2016 presidential candidate Gov. John Kasich told electors not to vote for him. Here's why it doesn't matter.
The United States’ Founding Fathers laid out a thorough plan for the way our leaders are chosen and how to protect our nation's interests and security. These men, having waged bloody revolution to break free of the tyranny of the Crown, envisioned a nation free of Old World ways of governing which allowed men in power to destroy lives and livelihoods for personal gain.
The Founding Fathers established a new system in which citizens elected their leaders through a general election. In their prescient wisdom, they also anticipated things might one day go wrong in the general election and designed a failsafe: the Electoral College.
Members of the Electoral College, as laid out by the Twelfth Amendment and Federalist No. 68, are constitutionally obligated to choose a qualified candidate of “preeminent ability and virtue” if the winner of their state’s popular vote is deemed to be unfit to serve. There is no clause requiring that the alternative candidate chosen by a state’s electors be anyone on the general election presidential ballot, nor is there a provision stating an alternative candidate’s active participation is needed to be elected. That means that if the winner of the state popular vote is unqualified, the Founding Fathers instruct that it is the job of the Electoral College to deliberate amongst themselves to select a qualified candidate. If a majority is not chosen in the Electoral College, then the House of Representatives must choose a president who “in their opinion may be best qualified for the office.”
This is called a draft, and John Kasich is a compelling Republican choice for such a movement if Republican electors do not feel swayed to align with the national popular vote.
As governor of Ohio, Kasich established the Ohio Ethics Law, banning state officials and employees from conducting public business with conflicts of interest. This demonstration of professional political ethics is in direct and stark contrast with Donald Trump, who has spent the past month using the presidency as a platform for his own business dealings while actively ignoring national security briefings more than any other president ever. Kasich has the years of executive experience required to run a country. After years serving as chairman of the U.S. House Budget Committee in the Nineties, Kasich turned Ohio’s $6-8 billion dollar budget deficit into a $2 million dollar rainy day fund during his tenure as Governor.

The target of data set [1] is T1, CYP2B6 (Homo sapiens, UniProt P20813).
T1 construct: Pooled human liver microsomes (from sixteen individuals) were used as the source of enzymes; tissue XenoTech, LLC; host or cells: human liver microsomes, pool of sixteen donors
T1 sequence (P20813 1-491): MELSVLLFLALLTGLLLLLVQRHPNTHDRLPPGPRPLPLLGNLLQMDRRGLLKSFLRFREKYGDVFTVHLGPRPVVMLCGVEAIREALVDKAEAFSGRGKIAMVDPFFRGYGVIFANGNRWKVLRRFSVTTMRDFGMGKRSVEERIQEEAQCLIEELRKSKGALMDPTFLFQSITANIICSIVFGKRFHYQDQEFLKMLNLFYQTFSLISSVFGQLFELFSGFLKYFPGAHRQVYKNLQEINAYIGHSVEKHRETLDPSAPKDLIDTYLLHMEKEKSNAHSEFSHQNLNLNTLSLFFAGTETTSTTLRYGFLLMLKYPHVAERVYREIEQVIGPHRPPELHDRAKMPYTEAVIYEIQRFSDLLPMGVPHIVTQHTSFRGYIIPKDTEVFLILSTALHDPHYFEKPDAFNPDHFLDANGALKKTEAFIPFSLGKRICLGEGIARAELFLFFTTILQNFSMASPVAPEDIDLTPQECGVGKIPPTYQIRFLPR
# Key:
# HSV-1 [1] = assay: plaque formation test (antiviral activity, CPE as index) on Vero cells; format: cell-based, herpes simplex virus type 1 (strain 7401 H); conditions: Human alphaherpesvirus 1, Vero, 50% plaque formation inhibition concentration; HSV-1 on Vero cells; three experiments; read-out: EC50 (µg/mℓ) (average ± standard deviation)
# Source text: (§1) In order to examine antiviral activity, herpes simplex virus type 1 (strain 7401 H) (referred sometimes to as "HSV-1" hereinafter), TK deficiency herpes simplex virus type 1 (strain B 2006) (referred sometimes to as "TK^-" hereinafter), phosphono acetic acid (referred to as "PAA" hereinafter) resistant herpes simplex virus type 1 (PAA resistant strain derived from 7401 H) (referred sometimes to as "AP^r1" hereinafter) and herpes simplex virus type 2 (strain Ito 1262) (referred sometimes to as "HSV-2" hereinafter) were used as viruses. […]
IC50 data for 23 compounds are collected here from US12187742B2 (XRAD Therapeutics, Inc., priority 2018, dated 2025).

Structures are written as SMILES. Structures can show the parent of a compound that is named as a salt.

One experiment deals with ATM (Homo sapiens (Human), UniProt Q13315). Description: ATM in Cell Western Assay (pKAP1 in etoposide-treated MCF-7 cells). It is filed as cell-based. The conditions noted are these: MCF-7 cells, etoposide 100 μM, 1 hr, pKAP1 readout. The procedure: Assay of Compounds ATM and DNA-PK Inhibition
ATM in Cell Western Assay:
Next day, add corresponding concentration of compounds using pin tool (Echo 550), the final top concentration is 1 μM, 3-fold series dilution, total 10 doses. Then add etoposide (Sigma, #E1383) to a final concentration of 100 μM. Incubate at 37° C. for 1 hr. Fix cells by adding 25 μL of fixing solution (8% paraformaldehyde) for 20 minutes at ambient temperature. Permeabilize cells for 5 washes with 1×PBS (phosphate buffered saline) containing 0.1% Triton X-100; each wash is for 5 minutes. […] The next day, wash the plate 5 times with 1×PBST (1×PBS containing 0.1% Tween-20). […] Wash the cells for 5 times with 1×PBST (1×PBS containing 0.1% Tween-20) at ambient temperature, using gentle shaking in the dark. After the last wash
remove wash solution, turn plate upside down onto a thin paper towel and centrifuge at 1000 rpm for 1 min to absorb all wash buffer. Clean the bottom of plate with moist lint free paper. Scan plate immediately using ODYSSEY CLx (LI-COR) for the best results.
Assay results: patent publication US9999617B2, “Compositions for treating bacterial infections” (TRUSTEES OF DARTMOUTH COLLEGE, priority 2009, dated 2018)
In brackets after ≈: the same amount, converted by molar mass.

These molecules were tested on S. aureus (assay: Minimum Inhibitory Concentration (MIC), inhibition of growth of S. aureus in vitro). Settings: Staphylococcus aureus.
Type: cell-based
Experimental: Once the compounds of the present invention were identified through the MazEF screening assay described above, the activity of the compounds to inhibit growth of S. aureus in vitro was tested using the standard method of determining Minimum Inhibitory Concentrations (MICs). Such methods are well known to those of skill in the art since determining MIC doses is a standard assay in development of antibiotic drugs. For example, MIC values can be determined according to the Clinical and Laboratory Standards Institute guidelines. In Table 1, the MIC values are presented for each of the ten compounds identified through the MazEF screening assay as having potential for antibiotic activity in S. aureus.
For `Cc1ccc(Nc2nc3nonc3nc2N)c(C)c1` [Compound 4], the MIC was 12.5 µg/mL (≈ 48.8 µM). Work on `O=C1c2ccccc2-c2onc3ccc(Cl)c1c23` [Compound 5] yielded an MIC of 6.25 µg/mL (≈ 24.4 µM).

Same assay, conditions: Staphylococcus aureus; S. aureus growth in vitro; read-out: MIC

And if it’s any indication of his appeal to moderates on both sides of the aisle looking for a way out of a Trump presidency, the 2016 Ohio primary saw large numbers of Democrats and Independents voting along with Republicans for Kasich to block Trump from winning their state. Whoever a draft candidate might be, they will need to be able to garner support from both Republicans and Democrats alike when House Republicans split over Trump and the alternative. Kasich has recently proven he can do this.
Governor Kasich's refusal to go against his party and promote himself as a white knight signifies many things about his statesmanship and respect for his party and our democratic system, but it does not signify a deterrent for electors considering drafting Kasich, or any other eminently qualified candidate, to stop Trump. If Republican electors agree that Kasich has the statesmanship and experience required, they can write him onto their ballots December 19 and are in fact compelled to do so.
Texas, for example, would be fertile ground for a draft movement. Texas may have voted red but is far from being Trump country (Trump lost Texas by a landslide to Ted Cruz in the Republican primaries). Texas also has 38 electoral votes, which is one more than the total needed to stop Trump. In other words, Texas could single-handedly save the country if Republican electors there vote their conscience. The vote would then pass to the House of Representatives, where Republicans and Democrats would need to rally behind the alternative candidate to form a coalition administration.
Whoever that candidate should be, as a patriot, he or she would have no choice but to answer the country’s call for proper leadership in what has become one of our nation’s darkest hours.